The ANU Centre for Gravitational Astrophysics (CGA), is founded to build a world-leading role for Australia in the science and technology of gravitational wave sources. The centre strategically unifies the ongoing research at ANU Research School of Physics and ANU Research School of Astronomy and Astrophysics.
Active fields of research at CGA span instrumentation, theory, data analysis, source follow-up and multi-messenger astronomy. The centre operates world-class facilities and collaborates with national and international observatories and gravitational wave detectors that have a long history of research and technical activity at the forefront of astronomy and astrophysics.
A large proportion of the research in the centre is directed towards gravitational wave detection, the related area of high precision optical metrology, and the exploitation of gravitational waves for astronomy. CGA researchers have contributed to the detection of gravitational waves, and continuous improvements of the sensitivity of the Laser Interferometer Gravitational Wave Observatory (LIGO) detectors. Our research and development is focused on technologies for the improvement of the detection of gravitational waves. In CGA laboratories, our researchers are working on advanced interferometer configurations and complex control systems, measurement of thermal and quantum noise, optical coating research, Newtonian noise instrumentation, and technologies for space interferometry.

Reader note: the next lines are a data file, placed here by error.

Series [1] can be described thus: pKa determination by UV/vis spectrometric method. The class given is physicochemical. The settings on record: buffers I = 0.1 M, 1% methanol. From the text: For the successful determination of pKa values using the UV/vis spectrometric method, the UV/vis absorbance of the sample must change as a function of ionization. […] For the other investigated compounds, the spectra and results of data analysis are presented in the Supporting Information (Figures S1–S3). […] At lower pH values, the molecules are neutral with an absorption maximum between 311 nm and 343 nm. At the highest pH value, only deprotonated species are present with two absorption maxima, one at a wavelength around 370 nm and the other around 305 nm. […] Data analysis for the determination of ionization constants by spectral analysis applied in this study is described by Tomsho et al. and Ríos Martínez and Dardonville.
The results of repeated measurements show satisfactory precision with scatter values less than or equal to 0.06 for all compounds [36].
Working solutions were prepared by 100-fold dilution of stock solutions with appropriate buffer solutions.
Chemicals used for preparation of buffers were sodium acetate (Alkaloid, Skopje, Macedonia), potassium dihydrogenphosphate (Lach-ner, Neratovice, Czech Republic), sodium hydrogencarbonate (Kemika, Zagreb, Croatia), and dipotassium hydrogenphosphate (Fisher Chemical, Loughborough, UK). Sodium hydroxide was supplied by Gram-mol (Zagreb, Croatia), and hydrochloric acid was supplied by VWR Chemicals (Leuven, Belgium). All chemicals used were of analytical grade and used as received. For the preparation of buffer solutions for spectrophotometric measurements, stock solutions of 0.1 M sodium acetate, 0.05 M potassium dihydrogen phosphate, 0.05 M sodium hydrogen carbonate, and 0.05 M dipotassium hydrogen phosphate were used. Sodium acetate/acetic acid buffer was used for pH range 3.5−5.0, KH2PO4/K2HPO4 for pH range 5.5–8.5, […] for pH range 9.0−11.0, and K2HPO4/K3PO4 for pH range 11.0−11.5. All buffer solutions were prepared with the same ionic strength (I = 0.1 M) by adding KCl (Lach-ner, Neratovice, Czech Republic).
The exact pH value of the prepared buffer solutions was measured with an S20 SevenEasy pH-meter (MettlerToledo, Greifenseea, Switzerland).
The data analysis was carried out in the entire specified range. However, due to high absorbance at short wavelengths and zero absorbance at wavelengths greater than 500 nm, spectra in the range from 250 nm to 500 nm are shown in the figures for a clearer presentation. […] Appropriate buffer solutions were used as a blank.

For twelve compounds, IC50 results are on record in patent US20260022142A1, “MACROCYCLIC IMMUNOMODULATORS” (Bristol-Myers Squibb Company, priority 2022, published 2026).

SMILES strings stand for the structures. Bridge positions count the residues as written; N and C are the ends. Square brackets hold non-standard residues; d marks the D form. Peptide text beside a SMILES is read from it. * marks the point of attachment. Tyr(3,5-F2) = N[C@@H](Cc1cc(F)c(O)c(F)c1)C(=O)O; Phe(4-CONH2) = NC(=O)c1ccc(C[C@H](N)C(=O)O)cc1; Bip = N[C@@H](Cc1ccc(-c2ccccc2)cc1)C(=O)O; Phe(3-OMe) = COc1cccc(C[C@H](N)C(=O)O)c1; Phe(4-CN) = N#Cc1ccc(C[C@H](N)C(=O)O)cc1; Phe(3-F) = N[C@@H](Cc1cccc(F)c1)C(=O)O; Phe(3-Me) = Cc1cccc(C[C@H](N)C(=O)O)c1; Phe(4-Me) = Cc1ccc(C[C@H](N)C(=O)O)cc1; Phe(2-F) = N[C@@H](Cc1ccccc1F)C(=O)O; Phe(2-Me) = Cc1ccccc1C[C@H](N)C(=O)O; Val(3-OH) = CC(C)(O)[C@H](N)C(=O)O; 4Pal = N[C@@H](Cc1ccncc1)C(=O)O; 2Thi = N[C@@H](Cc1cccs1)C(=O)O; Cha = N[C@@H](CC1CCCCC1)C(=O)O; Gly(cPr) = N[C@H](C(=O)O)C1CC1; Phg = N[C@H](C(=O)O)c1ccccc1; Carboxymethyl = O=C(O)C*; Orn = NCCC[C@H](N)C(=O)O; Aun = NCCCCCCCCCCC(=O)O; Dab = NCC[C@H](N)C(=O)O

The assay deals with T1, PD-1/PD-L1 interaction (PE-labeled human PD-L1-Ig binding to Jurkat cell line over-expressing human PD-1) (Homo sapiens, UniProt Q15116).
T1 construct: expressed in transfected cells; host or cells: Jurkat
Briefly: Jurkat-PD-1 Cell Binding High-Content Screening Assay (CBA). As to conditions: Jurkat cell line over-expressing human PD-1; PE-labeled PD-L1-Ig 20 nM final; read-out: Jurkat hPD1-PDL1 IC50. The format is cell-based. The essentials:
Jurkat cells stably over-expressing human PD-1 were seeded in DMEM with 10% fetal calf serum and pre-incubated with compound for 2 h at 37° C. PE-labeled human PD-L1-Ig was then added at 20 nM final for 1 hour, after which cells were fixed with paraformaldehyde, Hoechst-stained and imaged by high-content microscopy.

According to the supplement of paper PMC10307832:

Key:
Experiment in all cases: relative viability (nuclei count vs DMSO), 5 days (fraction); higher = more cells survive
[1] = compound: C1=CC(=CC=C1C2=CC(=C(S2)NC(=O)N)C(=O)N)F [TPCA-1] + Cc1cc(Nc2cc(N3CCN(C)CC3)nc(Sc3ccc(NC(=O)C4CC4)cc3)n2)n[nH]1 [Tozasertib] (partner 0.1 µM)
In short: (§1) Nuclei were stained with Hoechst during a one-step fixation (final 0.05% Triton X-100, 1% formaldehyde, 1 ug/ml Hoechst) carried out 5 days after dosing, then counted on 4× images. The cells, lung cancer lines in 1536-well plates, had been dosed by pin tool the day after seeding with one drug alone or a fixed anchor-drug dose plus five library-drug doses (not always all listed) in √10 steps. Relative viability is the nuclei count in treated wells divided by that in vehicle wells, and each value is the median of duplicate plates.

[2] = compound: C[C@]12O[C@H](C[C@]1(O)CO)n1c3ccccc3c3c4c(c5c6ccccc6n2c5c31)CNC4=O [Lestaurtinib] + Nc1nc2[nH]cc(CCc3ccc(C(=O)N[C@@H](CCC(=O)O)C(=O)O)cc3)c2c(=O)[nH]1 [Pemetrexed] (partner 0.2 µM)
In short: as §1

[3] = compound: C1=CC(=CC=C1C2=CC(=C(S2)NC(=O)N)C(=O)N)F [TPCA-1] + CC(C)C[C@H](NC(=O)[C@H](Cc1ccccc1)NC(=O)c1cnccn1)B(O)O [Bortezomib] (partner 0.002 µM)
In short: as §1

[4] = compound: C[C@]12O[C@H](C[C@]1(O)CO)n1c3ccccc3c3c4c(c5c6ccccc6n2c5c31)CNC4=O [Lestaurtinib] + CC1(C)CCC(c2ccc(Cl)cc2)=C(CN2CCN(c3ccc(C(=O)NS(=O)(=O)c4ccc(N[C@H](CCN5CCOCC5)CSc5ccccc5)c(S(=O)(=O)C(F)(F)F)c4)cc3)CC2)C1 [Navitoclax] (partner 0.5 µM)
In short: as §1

The theory and data analyses group within the centre contribute and co-ordinate to the analyses and signal extraction of the data-pipeline from the gravitational wave observatories.
Electromagnetic follow-up of gravitational wave observations are carried out by the SkyMapper telescope and the ANU 2.3m Telescope at the Siding Spring Observatory operated by the ANU Research School of Astronomy and Astrophysics.
In addition, our team members have contributed in international projects such as GRACE Follow-On Mission, and frequency stabilisation for the Laser Interferometer Space Antenna (eLISA). Our academics have translated their research technologies into spin-off companies and industrial applications.
The centre incorporates two Australian Research Council Centres of Excellence, Gravitational Wave Discovery (OzGrav) and Engineered Quantum Systems (EQUS), which facilitate integral collaborations with other national and international research teams.
Analysing data from gravitational wave detectors requires significant computational resources. Centre staff have access to the Australian National Computational Infrastructure on the campus of The Australian National University, the OzSTAR Supercomputing Facility at Swinburne University of Technology provided through OzGrav, and computational facilities of the LIGO Scientific Collaboration.